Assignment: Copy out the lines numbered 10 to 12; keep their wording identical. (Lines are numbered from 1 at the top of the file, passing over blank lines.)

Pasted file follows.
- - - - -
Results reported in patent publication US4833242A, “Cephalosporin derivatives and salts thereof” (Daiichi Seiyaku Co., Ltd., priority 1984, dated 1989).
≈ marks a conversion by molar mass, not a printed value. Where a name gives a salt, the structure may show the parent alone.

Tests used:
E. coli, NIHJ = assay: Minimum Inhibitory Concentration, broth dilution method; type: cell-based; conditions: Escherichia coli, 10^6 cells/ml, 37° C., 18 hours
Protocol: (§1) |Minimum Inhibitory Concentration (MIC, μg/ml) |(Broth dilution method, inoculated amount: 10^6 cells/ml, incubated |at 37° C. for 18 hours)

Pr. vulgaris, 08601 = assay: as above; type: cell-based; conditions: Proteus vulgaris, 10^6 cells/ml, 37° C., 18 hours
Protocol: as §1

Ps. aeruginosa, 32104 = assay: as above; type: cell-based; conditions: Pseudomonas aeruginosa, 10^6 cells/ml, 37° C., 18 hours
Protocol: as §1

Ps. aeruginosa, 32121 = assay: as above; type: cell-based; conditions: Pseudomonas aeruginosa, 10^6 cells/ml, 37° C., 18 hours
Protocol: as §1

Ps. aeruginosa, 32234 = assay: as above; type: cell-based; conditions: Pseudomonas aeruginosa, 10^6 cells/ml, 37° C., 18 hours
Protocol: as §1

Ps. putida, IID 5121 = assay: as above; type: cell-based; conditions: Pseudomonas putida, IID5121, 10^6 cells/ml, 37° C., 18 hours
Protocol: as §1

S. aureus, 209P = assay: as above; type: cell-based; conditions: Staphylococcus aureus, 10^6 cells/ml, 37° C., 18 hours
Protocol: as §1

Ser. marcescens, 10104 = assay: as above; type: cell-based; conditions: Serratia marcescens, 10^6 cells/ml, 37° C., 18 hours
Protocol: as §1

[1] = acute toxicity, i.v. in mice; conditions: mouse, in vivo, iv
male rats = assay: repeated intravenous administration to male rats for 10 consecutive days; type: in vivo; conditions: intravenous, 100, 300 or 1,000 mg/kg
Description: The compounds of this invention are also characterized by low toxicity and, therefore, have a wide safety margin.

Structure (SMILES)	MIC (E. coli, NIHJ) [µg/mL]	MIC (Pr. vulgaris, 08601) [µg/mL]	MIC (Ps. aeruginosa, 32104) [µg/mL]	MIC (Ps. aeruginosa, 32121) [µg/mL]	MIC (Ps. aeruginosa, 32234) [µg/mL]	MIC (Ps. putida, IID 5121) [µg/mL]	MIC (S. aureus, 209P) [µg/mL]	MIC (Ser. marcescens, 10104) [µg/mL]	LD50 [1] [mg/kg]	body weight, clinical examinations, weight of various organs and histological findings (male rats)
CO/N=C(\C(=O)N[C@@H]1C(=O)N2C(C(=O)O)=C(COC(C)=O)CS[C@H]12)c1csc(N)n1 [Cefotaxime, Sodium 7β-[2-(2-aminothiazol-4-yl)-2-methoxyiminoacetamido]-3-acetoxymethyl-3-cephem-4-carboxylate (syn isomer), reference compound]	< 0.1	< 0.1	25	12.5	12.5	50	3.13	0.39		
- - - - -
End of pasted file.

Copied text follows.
Ps. aeruginosa, 32121 = assay: as above; type: cell-based; conditions: Pseudomonas aeruginosa, 10^6 cells/ml, 37° C., 18 hours
Protocol: as §1

Ps. aeruginosa, 32234 = assay: as above; type: cell-based; conditions: Pseudomonas aeruginosa, 10^6 cells/ml, 37° C., 18 hours